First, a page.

As political junkies everywhere await their next fix in tomorrow’s Democratic gubernatorial primary in Virginia, there are a number of variables that will bear watching when the returns are in, aside from the possible “Martin Effect” that Tom identified today, and the mutual-destruction/Iowa 2004 hypothesis offered last week by Nate.
The most obvious question involves an anomaly: in what will almost certainly be a low-turnout primary, the candidate universally considered to have a weak “ground game,” Creigh Deeds, is also the candidate surging in the polls in the last week, when pollster screening for likelihood to vote generally becomes more accurate. (A new SUSA poll of likely voters came out today showing Deeds moving from 29% to 42% in the last five days, with McAuliffe falling from 35% to 30%, and Moran from 26% to 21%). That makes four late polls in a row, all claiming to screen for likelihood to vote, placing Deeds in the lead, two by double digits. That’s a bit unexpected for a candidate whom many observers left for dead a month ago when he was running a poor third in most polls and was laying off part of his small field staff.
If Deeds hangs on to win, then we’ll have another, and somewhat heretical by recent standards, data point in the ancient debate between mobilization and persuasion strategies, and air versus ground spending.
It is true that the Post endorsement immediately preceded Deeds’ rise in the polls, and it’s also true that the Deeds Surge seems to have been especially powerful in the Washington media market: the final PPP poll suggests that the rural senator’s support in NoVa more than tripled in the last two-and-a-half weeks.
But it’s also true that it’s engraved on stone tablets in most political science departments that newspaper endorsements don’t amount to a hill of beans in contemporary politics–particularly now that nobody outside the chattering classes reads op-ed pages, and newspapers appear to be in the last phase of a decades-long decline in media market share.
Thinking back to Nate’s Iowa 2004 analogy, it’s worth remembering that the startling end-game in that contest involved not only a surge for the ultimate winner, John Kerry, but another surge by near-winner John Edwards, from even further back in the pack, that seemed to be fed by an endorsement of the North Carolinian by the Des Moines Register. With all due respect for the Register‘s atavistic dominance of Iowa media, its endorsement of Hillary Clinton in 2008 didn’t, to use a familiar phrase, seem to amount to a hill of beans.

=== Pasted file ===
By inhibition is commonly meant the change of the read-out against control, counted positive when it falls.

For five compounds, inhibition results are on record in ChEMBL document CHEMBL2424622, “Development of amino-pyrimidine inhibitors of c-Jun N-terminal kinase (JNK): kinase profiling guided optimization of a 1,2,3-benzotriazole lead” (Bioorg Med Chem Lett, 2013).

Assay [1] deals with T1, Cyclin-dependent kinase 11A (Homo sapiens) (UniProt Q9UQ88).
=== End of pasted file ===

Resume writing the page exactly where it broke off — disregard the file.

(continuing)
But just to toss a theory out, perhaps newspaper endorsements do matter, or at least reinforce trends, when late-deciding voters are casting about for another candidate in reaction to unsavory front-runner rasslin’: Dean and Gephardt in Iowa 2004, and McAuliffe and Moran in Virginia 2009. If that’s the case, then obviously Creigh Deeds could be benefitting from the dynamics that helped both Kerry and Edwards in Iowa in 2004, punctuated by a major media endorsement.
A third and smaller factor should draw attention if the results tomorrow night are very close: Virginia has a relatively restrictive early voting system. Voters can go to their precincts before election day and apply for and then cast absentee ballots, but only if they certify in the presence of a witness (if only a poll worker) that they qualify under specific grounds for absentee voting. So while the level of early voting in VA has risen rapidly in recent years, it hasn’t matched the massive percentages of many other states.
This is relevant because Gov. Tim Kaine’s bill to allow “no excuse” absentee voting in Virginia was killed by the legislature in February. And in a contest where the two campaigns with the “ground game” resources for an intensive early voting effort are also the campaigns that would have benefitted from “banking” votes before a third candidate’s late surge, it could be a what-might-have-been factor if tomorrow night’s results are very close.
Now we’ll just have to wait for voters to vote, and see if any of these factors ultimately matter to anyone other than serious geeks.